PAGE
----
Since helming Indiana Jones and the Crystal Skull three years ago, legendary director Steven Spielberg’s name has mostly popped up as executive producer as of late (Transformers: Dark of the Moon, Cowboys & Aliens, Reel Steel). It’s not as if he hasn’t been busy. The auteur behind popcorn blockbuster classics Jaws, ET, and Jurassic Park has been condescending three popular European children’s books (The Crab with the Golden Claws, The Secret of the Unicorn, Red Rackham’s Treasure) into one stop motion animation flick starring Herge’s beloved Belgian character Tin Tin. First up? In this PG-rated animated adventure from Spielberg and producer Peter Jackson (The Lord of the Rings), an intrepid young reporter (Bell) in pursuit of a good story gets thrust into a treasure hunt involving Captain Haddock (Andy Serkis) and a nefarious pirate (Craig). The Plus: The legend. Spielberg has had his hand in animation before, producing An American Tail, Who Framed Roger Rabbit?, Monster House, and the syndicated TV program Tiny Toon Adventures. For his animated directorial debut, he’s assembled phenomenal talent including producer Jackson (King Kong), screenwriter Steven Moffat (BBC’s Doctor Who), and the vocal talents of Bell (Defiance), Craig (Cowboys & Aliens), Andy Serkis (Rise of the Planet of the Apes), Simon Pegg (Star Trek), Nick Frost (Paul), Toby Jones (Captain America: The First Avenger), and Cary Elwes (Saw 3D). The Minus: The odds. Stop motion animation has come a long way since, say, The Polar Express, but the unnatural look of the ’tooned-up actors still alienates some moviegoers.
The other line: “Speilberg and Jackson. Yeah, I GUESS I’m there. But I’m not exactly pumped.” — Evans

The Girl with the Dragon Tattoo (Dec. 21) – Popcorn
Rooney Mara, Daniel Craig
Of all of the directors to helm a film about Internet networking phenomenon Facebook, the man known for ultra-dark modern serial killer crime-thrillers Se7en and Zodiac may’ve seemed like either the most inspired or dimwitted choice. Of course, The Social Network went on to garner Oscar nods for Best Picture and a win for Best Adapted Screenplay, so the smart money’s on ‘inspired.’ Fincher’s follow-up is an adaptation of the international bestseller The Girl with the Dragon Tattoo by Stieg Larsson. In this R-rated thriller, journalist Mikael Blomkvist (Craig) is aided in his search for a woman who’s been missing for 40 years by a young computer hacker (Mara). The Plus: The players. Fincher (Fight Club, The Curious Case of Benjamin Button) is directing, and Stellan Skaarsgard, Robin Wright, Joely Richardson, and Christopher Plummer also star. The Minus: The odds. Niels Arden Oplev’s 2010 Swedish version of The Girl with the Dragon Tattoo has a huge fanbase. The popular import and its two sequels went gangbusters enough to launch their star, Noomi Rapace, into an H’wood career of her own (see: Sherlock Holmes: A Game of Shadows). Following in its footsteps is going to be tough…especially with source material that’s so beloved.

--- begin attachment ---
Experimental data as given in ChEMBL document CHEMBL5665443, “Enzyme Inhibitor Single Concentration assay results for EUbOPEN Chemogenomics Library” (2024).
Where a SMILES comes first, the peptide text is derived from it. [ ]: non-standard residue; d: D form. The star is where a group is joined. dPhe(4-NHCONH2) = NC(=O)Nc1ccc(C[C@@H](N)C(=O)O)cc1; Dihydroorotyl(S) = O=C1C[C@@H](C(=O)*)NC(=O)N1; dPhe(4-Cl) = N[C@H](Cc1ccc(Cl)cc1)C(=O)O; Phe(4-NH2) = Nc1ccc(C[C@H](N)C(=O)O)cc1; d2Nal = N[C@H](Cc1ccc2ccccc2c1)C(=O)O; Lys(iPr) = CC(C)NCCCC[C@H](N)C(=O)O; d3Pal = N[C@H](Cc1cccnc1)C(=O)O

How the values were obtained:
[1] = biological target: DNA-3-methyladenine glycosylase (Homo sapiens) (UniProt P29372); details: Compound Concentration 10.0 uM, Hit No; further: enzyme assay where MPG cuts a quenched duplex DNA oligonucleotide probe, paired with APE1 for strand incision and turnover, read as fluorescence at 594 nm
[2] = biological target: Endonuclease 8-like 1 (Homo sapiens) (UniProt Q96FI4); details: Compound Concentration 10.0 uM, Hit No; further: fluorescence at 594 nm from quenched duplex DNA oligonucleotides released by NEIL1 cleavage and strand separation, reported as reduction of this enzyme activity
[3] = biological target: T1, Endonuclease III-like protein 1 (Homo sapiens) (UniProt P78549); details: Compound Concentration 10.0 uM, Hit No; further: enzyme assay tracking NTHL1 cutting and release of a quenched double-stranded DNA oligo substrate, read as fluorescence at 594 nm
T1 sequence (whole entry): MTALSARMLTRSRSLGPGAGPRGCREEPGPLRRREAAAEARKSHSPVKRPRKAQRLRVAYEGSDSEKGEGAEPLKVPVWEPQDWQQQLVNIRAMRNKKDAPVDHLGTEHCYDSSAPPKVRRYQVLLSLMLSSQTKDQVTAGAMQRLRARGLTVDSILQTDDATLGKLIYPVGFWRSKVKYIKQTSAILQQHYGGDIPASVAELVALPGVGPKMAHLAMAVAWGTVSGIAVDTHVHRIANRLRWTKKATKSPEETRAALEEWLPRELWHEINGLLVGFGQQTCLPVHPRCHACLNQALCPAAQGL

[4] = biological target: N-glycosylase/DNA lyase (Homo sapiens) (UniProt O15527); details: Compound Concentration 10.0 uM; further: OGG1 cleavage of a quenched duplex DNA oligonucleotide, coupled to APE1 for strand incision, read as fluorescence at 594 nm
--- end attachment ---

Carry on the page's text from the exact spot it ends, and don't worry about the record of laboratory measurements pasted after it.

The other line: “Fincher makes an action film. Saw the trailer. Dear lord, this can’t be released fast enough for me!” — Evans
The other line: “I saw the trailer for this about a month ago and I’ve been anxiously waiting to see this ever since. This could be great.” — Shemanski

Mission: Impossible Ghost Protocol (Dec. 21) – Popcorn
Tom Cruise, Jeremy Renner
Lions for Lambs proved to be Tom Cruise’s first shot out of the gates as the new head of United Artists since his headline-grabbing departure (ahem, firing) from Paramount in 2006 (he and producing partner Paula Wagner had been producing movies under the studio for 14 years).
After Lambs and Cruise’s follow-up, the Hitler assassination thriller, Valkyrie, failed to ignite many critical or commercial sparks at the box office, the movie star and Paramount seemed to have settled their differences, if his return to this blockbuster money-making franchise is any indication. In this as-yet-unrated spy thriller sequel from, the IMF gets shut down after being implicated in the bombing of the Kremlin, leading Ethan Hunt (Cruise) and his team (Renner, Paula Patton, Simon Pegg) to go rogue and clear their organization’s name. The Plus: The players. Producer J.J. Abrams (Cloverfield, Star Trek) and, in his live-action debut, director Brad Bird (The Incredibles, Ratatouille) are joined by a cast that includes Cruise (), Renner (The Hurt Locker, The Town), Patton (Precious), and Pegg (Star Trek, Paul). The Minus: The odds. Knight and Day, Cruise’s most recent project for Paramount, didn’t meet box office expectations.
The other line: “Saw the trailer at least ten times now…and surprisingly I STILL don’t care!” — Evans
The other line: “This latest M:I is gonna Cruise into the holiday season and fully explode the box office right into Dianetics!” — Marcinko
The other line: “Here’s the real Mission Impossible: Get Randy to go see this crap.” — Shemanski

War Horse (Dec. 25) – Statue